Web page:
This week's giveaway is in the EJB and other Java EE Technologies forum. We're giving away four copies of EJB 3 in Action and have Debu Panda, Reza Rahman, Ryan Cuprak, and Michael Remijan on-line! See this thread for details.
What have you tried? Have you looked in the Java™ Language Specification about caching values? Did you see whether that applies to Float? Is there any evidence that th Float has a String in it anywhere?
== compares references and equals() compares values. If you don't understand the difference between references and values, then learning that is your first job. While it's possible to code in Java without clearly understanding references, I don't think it's really possible to do it well.
Somewhat complicating the issue is that the default implementation of equals() just compares references, so it does exactly what == does. However, Integers override that behavior, and instead compare the integer values, so even two Integer objects with different references will be equal according to equals() if they contain the same value.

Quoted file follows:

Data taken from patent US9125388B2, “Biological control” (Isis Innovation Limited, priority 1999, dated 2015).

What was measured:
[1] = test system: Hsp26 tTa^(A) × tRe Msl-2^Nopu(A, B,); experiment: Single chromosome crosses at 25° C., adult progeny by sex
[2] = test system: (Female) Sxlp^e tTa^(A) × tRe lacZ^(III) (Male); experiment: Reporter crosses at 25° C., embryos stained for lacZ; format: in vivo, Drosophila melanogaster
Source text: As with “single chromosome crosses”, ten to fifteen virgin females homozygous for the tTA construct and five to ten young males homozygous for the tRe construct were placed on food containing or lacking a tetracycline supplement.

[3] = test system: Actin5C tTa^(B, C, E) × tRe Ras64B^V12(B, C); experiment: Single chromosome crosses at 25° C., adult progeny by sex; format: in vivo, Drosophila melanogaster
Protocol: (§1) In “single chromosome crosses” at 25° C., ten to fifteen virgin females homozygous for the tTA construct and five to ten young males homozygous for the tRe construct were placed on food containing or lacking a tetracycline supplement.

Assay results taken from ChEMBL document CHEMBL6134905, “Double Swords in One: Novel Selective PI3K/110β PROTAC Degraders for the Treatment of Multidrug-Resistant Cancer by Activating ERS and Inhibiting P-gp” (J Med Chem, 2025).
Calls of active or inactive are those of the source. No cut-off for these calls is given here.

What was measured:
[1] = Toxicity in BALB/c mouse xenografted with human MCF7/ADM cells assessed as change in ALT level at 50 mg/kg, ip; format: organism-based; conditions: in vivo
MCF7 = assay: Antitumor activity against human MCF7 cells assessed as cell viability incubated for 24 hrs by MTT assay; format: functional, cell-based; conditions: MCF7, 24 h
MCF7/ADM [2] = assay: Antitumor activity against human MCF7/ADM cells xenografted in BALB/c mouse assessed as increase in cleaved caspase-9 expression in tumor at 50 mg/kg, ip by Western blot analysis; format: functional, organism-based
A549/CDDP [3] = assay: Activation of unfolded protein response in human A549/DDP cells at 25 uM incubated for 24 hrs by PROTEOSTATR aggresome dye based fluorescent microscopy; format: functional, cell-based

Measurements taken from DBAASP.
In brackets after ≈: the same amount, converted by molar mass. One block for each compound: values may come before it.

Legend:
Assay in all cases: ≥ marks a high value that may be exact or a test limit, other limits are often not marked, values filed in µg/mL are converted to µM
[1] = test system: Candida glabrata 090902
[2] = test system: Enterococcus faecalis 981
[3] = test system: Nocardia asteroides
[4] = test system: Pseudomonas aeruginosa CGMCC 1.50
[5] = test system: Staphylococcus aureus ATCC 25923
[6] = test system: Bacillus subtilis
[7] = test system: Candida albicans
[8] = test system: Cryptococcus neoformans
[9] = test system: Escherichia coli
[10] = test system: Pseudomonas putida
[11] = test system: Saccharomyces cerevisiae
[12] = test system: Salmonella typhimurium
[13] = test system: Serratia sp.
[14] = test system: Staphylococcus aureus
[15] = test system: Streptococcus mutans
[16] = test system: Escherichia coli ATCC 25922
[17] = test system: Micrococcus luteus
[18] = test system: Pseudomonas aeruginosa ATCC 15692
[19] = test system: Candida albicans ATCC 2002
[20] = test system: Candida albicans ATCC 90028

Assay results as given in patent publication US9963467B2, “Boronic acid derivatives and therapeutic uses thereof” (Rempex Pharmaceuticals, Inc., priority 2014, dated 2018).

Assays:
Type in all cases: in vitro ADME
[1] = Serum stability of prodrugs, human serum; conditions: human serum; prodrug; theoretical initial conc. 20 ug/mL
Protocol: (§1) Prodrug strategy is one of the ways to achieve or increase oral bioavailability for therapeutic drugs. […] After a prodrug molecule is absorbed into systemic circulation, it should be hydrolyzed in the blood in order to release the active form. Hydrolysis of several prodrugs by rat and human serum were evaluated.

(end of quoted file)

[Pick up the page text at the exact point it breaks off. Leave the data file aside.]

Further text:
Further complicating the issue is that Java's compiler tries to optimize memory usage. It will sometimes recognize that two Integers contain the same value and so can share a reference. In those cases, the == test will return true even though it seems you are comparing two different objects. It is because Integers are immutable that the compiler can safely make this optimization.